ANNA MARIA ISLAND – Hurricane Irma’s visit to the Anna Maria Island area in 2017 taught us how to better prepare for the upcoming hurricane season that starts June 1. When it comes to hurricane preparation, plan ahead and get an early start.
Extended power outages are common during and after hurricanes. If you’re thinking about buying a generator, doing it now alleviates the risk of not finding one later.
Before you buy, consider your specific needs and the many different types of generators.
Inverter generators are generally more expensive than conventional generators, but they run quieter and provide a more even electrical current that’s better for charging cell phones, laptops, tablets, video game consoles and other sensitive electronics. Conventional generators generally cost less and will also recharge or run your electronic devices.
Before Irma arrived, I bought a small, gas-powered 2,000-watt Wen inverter generator for around $450. During our three-day power outage, it powered a stand-alone air conditioner, a fan, and a lamp and recharged our electronic devices and camping lanterns.
Running a refrigerator/freezer, large appliances, and several items simultaneously requires a more powerful generator. A 5,500-watt conventional gas generator sells for around $700. A 7,500-watt conventional generator sells for around $975. Butane powered generators are also available.
A refrigerator uses about 700 watts of rated running wattage, with surges up to 2,200 watts. A 10,000 BTU window unit air conditioner needs approximately 1,200 running watts and surges up to 3,600 watts. A microwave needs 600 to 1,000 running watts of power. A toaster oven needs about 1,200 watts. Exceeding your generator’s capabilities can ruin it.
Some homeowners may opt instead for the added security of a permanent standby generator that’s wired into the home’s power system and activates automatically during power outages.
Never run a generator inside your home or garage. The carbon monoxide exhaust fumes created by a gas generator are deadly to humans and pets. When in use, place the generator in a dry, outdoor space and use a long extension cord and a power strip to get the power to its needed location. It’s also a good idea to have a battery-operated carbon monoxide detector inside your home when using a generator.
Fire up your generator before the storm arrives to make sure it works, and consider locking it up during use to prevent theft.
Gas and gas cans get scarce as a hurricane approaches, so plan accordingly. Consider using ethanol-free gasoline for generators, because it’s better for the tubing and other engine components. Marinas typically sell ethanol-free fuel, as do some gas stations.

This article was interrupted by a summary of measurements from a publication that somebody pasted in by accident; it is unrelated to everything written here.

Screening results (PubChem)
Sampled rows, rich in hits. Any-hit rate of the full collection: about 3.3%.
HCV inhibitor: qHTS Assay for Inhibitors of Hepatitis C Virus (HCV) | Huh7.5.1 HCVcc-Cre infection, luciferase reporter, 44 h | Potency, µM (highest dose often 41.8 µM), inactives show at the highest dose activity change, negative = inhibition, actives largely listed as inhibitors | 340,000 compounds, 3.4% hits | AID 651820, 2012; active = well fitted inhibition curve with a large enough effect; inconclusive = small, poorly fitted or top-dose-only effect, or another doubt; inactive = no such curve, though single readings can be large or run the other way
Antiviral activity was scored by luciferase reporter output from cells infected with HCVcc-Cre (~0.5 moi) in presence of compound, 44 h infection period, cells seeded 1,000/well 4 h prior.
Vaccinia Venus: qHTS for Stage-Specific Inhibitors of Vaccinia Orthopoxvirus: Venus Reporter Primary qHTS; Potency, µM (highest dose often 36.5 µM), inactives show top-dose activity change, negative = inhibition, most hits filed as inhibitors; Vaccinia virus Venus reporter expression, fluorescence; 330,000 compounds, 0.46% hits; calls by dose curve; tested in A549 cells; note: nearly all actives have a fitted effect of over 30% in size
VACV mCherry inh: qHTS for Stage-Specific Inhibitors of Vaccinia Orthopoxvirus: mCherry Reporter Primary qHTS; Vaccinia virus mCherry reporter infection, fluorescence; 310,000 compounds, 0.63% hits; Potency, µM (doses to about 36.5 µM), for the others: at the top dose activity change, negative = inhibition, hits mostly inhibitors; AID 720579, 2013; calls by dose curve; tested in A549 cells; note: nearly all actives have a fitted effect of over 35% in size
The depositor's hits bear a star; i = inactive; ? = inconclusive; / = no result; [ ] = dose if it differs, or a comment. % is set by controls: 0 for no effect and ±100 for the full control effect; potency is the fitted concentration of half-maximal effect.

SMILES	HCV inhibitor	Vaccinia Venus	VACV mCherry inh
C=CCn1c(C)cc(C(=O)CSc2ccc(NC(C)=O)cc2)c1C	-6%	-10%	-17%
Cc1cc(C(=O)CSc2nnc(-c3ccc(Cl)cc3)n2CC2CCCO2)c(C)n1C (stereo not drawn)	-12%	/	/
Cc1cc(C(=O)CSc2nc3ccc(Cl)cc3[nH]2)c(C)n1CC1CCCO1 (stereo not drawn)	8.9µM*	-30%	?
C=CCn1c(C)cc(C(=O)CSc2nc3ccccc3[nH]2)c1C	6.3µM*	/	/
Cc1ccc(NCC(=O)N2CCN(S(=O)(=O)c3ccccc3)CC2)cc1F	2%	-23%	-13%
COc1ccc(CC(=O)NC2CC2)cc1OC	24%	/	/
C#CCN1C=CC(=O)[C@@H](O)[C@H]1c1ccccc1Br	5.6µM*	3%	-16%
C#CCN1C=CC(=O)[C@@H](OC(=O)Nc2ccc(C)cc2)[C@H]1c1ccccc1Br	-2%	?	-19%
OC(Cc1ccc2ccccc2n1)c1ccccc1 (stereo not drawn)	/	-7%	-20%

Having a couple extra cans of gas for your car can also be a lifesaver when gas is hard to find and gas stations are closed or without power.
If you don’t have hurricane windows or storm shutters, you may want to cover your windows with plywood, or with plastic or aluminum panels. Again, it’s better to buy now when these items aren’t yet in critical demand. If you drive a vehicle that’s too small to carry full-sized sheets of plywood or you don’t have the tools at home to resize your wood, some home improvement stores will do it for you at no additional cost.
A camp stove, gas grill, and some extra propane tanks will provide you with warm meals during an extended power outage.
Sooner is better than later when stocking up on water, food, flashlights, batteries and other supplies and Facebook can be an invaluable source of real-time information when it comes to supply availability.
If you’re evacuating, leave early to avoid jammed highways and gas shortages. Reserve your off-Island, out-of-town or out-of-state hotel rooms early, too. By the time Irma arrived, most hotels in Florida and southern/central Georgia were booked full. If you decide later not to evacuate, you can cancel your room and free it up for someone else.
There’s an app for that
There are several cell phone apps that come in handy during hurricane season, including the new NOAA/Weather Channel Storm Radar app.
Regarding storm surge and flooding, the MyElevation app allows you to type in an address or location and get the elevation for that spot.
Facebook, Florida 511 and Waze are good apps for real-time travel and traffic information and the GasBuddy app is a good source of gas availability and prices.